Insights

How to make online collaboration work for remote teams

For companies with teams currently working from home, we’ve put together these best practices for making virtual collaboration run smoothly.

2020-04-17

By Elfreda Chan
Senior Associate, Strategy – San Francisco

and Frances Gain
Associate, Strategy – London

As organisations around the world navigate the challenges of remote working, we’re here to offer our help and guidance on the best practices that will make virtual collaboration work for you.

The most successful companies we work with leverage technology to enhance the way they work every day. Considering the global coronavirus pandemic, it has never been more important to accelerate our transition into the digital workplace.

A huge range of online collaboration tools are available for remote workers, from email and instant messenger, to audio and video conferencing and collaboration software. From the novice user to early adopter, teams and leaders need to develop new protocols and discuss best practices to help things run smoothly. Tools are only as good as the teams that use them.

Every team has different communication and collaboration needs based on the behaviours, tasks and skills required to perform their role. For some organisations this is a quiet time, while others are more active than ever in response to new challenges. Either way, this enforced distancing period sets up an experimental opportunity. Attitudes and minds are open – and software companies offer an array of free trials.

Here are some of the best practices we’ve learned for mastering digital collaboration in remote teams:
Reassess internal protocols to reduce ping-pong email exchanges.

Reassess internal protocols to reduce ping-pong email exchanges.

Create protocols for each of your channels

Think about what kind of teamwork you need to do. Is it a constant conversation or quick touchpoints throughout the day? Start by identifying the best team collaboration tool for each type of work, then design the protocols that will help you keep track of your conversations while being respectful of digital boundaries.

  • Make sure people know the style, frequency, and formality of each communication channel.

  • Set the expectation that there will be no instant messaging outside of office hours. It’s important that people have time to rest and recuperate.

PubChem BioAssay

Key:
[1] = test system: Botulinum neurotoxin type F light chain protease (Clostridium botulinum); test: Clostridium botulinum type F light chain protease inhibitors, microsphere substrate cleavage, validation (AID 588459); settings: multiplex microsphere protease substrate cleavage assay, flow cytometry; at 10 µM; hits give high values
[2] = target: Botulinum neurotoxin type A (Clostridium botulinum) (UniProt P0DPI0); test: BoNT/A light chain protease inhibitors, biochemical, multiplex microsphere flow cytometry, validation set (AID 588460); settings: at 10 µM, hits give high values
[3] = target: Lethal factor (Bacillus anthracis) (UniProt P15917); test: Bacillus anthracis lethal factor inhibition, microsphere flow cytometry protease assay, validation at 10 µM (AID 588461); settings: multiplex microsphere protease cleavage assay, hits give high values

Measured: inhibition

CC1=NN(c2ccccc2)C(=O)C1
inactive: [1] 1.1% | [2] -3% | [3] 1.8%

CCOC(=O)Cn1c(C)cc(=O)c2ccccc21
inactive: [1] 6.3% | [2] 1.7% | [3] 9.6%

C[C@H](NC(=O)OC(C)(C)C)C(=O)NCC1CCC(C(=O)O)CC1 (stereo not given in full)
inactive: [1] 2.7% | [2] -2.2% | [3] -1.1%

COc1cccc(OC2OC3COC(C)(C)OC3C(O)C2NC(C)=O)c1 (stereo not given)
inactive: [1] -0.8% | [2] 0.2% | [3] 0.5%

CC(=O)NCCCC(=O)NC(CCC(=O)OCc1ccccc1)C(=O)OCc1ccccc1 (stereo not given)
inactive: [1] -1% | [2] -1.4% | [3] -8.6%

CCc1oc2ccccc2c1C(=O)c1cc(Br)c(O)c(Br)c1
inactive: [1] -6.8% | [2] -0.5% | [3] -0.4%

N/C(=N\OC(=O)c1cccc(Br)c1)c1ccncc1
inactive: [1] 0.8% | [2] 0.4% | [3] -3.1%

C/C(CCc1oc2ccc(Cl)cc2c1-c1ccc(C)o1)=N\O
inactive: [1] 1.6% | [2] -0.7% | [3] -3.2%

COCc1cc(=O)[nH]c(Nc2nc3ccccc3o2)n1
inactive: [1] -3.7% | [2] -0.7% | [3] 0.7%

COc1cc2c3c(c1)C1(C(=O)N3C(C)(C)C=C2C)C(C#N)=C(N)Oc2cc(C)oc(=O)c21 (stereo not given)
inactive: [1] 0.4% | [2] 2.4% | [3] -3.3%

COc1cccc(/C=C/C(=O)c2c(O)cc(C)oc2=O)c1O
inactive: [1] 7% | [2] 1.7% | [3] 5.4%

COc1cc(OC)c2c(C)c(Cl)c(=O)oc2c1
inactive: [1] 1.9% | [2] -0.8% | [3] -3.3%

• Utilise the “delay delivery” feature instead of sending after-hours emails. Research has found that on average one weekend email from leadership results in 20 minutes of after-hours work for the receiver.

  • Create an internal email exchange limit. If it requires more than three replies, make it a phone call or messenger conversation instead.

  • Think before you “CC”. Email is already a saturated channel, so consider whether there is anything actionable for that person before you add them.

Don’t try and replace like-for-like

  • Not every meeting needs to be held in-person, so now we’re all working from home, not everything needs to become a video conference. Perhaps that meeting could be completed in half the time with a different kind of conversation!
Broaden your set of tools to find new ways of collaborating with your colleagues.

Broaden your set of tools to find new ways of collaborating with your colleagues.

Find new ways to show and tell online

If you are looking for different ways of collaborating with your team, think about their learning styles, ranging from those who can listen and understand, to people who draw to think.

  • For some people, it helps to be able to see the person they are talking to, but others need visual aids to grasp concepts quickly – white-boarding software can add value here.

  • Presenting via video conference is less engaging because you can’t demand the same attention from your audience. Additionally, it’s easy to switch off and become distracted, so ensure there are regular gaps for others to chip in.

  • Accept the natural ebbs and flows of conversation in audio and video calls. Silence makes some people nervous, but that pause in conversation is a critical opportunity for others to contribute. The most confident speaker often dominates but group input makes teamwork more effective.

  • Unlike a face-to-face meeting, on video conferences, we face ourselves too! If you’re self-conscious on-screen or suffering from video-vanity, then lift or lower the laptop, use a filter or lower direct lighting.